Negative Prices in Europe
Despite consumers complaining about how high electricity prices have been in recent years, another trend has also emerged, which is negative prices. The phenomenon of negative electricity prices on the wholesale power market can occur when demand for electricity is low, but production is high. An excess of power that cannot be stored on the grid for later consumption results in prices being set at a negative rate meaning generators essentially have to pay their wholesale suppliers to buy energy. The increase of renewable energy sources, such as solar and wind, has driven an increase in availability on the market in recent years, particularly in summer, and is the main contributor towards this volatility.
In 2020, at the height of the COVID-19 pandemic, with lockdowns and industry greatly shut down, an increase in negative prices was hardly surprising, but what is interesting is that this trend began before the pandemic and has continued even after it once business has returned to normal. This is particularly clear in Belgium and the Netherlands, where we have seen an increase in negative prices since 2019. As shown on the graph, the Netherlands saw 97 negative prices in 2020 and 85 in 2022, for example, and 2023 is heading the same way with more negative prices on the Dutch market than has been seen before (125 so far in 2023). While the trend is not so clear-cut in France and Germany, we can still see a large increase in negative prices from 2019 onwards, particularly in Germany, again due to the boom in renewable energy, namely wind and solar power. Germany saw over 200 hours of negative prices back in 2019 and recently, at the end of May 2023, hit another record number of negative prices.
Despite prices being high for many people due to many consumers paying average market prices in their energy tariffs, for others, there has been the opportunity to get paid to consume in what appears to be a trend breach. To make the most of this opportunity presented by negative prices, however, a consumer needs a dynamic tariff and the necessary infrastructure to consume in a smarter way. Negative prices are a good incentive for demand-side management and smarter choices by the consumer when it comes to energy. For example, avoiding consumption at peak hours and charging your electric vehicle or turning on your heat pump at the opportune moment (when there is excess power on the grid) can benefit you as a consumer. Smart charging technology, for example, can help balance a charging session against the cost of electricity and the condition of the grid to save the consumer money. We see heat pumps emerging on the market that download daily energy prices to take advantage of these opportunities. As a first step, these smart devices are a nice part of the solution. Yet one can see a problem appearing when all these individual devices start to react to the same triggers, and all power up at once, potentially overloading the grid connection. Hence, those smart devices need to be coupled to each other and coordinate their behaviour. They also need to take into account the full electricity bill, not just the wholesale market prices, as taxes and grid fees can have adverse effects on the expected savings. re.alto provides the tools to gain these insights to help consumers optimise their energy consumption.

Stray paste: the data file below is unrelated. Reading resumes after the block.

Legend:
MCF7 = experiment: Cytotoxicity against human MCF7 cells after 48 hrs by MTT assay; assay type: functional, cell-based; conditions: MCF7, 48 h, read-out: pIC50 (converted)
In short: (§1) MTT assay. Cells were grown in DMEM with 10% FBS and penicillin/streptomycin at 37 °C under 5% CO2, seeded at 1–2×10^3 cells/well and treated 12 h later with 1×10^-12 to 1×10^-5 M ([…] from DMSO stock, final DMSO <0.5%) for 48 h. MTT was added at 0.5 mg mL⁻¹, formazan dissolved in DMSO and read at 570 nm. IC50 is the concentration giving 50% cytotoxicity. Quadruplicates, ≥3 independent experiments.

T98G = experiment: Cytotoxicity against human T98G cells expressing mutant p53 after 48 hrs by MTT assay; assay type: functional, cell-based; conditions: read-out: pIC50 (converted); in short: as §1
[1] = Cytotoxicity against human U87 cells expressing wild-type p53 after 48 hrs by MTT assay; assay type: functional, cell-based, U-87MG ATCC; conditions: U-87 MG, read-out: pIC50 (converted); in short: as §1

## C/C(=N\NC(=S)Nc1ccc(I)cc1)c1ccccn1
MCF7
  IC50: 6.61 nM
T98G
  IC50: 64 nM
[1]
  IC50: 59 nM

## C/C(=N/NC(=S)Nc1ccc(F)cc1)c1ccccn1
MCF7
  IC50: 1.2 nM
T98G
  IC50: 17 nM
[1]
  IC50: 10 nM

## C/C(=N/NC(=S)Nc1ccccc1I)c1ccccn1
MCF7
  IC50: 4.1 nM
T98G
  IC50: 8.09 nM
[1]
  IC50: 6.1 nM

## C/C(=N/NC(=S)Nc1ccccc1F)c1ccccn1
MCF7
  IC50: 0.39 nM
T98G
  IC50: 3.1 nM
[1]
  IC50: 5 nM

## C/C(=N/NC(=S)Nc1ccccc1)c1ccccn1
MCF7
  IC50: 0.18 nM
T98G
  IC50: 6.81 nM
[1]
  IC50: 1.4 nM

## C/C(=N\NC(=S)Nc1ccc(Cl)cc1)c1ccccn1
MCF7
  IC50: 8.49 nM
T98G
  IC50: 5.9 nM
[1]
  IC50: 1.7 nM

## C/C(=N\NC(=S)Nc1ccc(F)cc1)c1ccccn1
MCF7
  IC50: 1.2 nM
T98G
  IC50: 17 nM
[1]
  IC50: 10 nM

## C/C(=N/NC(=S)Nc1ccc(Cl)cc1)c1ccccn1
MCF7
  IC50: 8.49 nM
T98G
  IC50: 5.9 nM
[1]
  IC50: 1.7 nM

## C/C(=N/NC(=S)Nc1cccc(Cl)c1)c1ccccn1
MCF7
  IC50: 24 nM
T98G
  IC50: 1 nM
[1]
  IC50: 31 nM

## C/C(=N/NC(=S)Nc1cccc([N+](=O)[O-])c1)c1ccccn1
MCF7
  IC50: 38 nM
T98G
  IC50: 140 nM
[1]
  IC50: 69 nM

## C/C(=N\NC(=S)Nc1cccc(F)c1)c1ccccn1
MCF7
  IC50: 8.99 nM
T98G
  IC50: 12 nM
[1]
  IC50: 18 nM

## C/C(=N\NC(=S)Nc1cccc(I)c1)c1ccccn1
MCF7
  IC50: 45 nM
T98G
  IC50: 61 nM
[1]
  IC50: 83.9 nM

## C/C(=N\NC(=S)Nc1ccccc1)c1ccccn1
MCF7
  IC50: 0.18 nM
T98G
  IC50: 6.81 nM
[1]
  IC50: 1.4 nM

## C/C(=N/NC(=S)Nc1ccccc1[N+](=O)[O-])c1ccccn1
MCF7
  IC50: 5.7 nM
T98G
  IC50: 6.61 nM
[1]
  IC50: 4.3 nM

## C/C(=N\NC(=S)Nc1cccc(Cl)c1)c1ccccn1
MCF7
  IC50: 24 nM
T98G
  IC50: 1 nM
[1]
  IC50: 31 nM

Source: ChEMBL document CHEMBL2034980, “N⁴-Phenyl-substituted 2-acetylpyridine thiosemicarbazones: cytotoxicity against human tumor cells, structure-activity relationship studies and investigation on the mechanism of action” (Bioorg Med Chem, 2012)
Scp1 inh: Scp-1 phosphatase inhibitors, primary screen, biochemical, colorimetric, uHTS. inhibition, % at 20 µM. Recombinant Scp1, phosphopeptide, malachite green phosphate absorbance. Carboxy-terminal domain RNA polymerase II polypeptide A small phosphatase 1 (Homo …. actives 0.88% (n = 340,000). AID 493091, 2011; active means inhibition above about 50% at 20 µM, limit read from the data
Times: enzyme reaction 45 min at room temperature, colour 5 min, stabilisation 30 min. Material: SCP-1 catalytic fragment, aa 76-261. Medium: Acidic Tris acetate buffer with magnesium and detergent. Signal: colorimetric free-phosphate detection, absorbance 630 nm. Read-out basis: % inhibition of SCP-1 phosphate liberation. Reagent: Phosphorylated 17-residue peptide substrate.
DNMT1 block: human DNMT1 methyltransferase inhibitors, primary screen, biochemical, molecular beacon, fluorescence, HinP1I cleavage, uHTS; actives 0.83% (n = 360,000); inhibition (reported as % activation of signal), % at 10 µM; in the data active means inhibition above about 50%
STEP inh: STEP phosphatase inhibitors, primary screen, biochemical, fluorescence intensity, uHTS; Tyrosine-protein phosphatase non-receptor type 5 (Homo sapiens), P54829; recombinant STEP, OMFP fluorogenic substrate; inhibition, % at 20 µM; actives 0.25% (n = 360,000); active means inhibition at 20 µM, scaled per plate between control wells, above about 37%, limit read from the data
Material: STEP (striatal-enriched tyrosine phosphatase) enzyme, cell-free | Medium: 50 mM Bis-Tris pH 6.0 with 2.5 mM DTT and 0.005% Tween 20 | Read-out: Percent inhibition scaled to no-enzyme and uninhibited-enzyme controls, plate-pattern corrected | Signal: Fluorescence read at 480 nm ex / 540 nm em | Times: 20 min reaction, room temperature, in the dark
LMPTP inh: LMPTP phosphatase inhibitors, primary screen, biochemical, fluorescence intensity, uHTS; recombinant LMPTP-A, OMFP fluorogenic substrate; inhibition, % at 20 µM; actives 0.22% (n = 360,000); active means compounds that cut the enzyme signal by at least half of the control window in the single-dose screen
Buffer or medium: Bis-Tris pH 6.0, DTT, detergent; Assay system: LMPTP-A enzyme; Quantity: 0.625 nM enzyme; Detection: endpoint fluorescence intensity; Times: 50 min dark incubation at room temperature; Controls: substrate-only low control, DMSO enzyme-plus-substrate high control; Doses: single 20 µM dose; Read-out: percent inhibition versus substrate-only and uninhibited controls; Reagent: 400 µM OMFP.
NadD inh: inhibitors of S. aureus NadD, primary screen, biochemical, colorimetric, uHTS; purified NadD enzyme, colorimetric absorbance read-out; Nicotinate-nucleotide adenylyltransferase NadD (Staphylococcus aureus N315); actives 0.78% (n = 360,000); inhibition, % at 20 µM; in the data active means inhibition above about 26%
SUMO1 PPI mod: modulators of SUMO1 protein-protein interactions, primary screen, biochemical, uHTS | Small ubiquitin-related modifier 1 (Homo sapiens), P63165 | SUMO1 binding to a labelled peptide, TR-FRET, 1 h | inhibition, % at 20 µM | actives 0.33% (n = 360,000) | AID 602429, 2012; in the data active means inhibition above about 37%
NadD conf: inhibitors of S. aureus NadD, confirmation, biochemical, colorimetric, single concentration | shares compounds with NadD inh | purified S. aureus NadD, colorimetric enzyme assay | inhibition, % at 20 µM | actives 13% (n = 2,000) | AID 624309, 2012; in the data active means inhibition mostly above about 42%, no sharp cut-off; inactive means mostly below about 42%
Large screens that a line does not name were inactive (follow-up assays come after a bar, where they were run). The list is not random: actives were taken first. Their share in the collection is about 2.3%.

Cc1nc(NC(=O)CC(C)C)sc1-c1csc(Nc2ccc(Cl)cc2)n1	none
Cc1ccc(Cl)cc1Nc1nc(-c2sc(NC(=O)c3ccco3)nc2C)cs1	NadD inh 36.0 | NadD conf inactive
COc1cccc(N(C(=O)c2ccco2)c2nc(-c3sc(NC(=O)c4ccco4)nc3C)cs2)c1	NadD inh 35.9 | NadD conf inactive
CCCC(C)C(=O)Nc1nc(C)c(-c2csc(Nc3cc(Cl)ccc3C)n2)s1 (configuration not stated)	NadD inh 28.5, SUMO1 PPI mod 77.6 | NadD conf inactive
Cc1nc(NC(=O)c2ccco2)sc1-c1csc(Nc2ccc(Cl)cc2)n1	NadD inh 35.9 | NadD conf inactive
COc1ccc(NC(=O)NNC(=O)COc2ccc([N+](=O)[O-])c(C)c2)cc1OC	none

Access to real-time data can ultimately help consumers optimise their consumption by consuming when energy prices are at their lowest. With so much volatility on the market, it is definitely worth consumers taking their energy management into their own hands to save money wherever possible. Reach out to us today to find out how re.alto can help you implement this.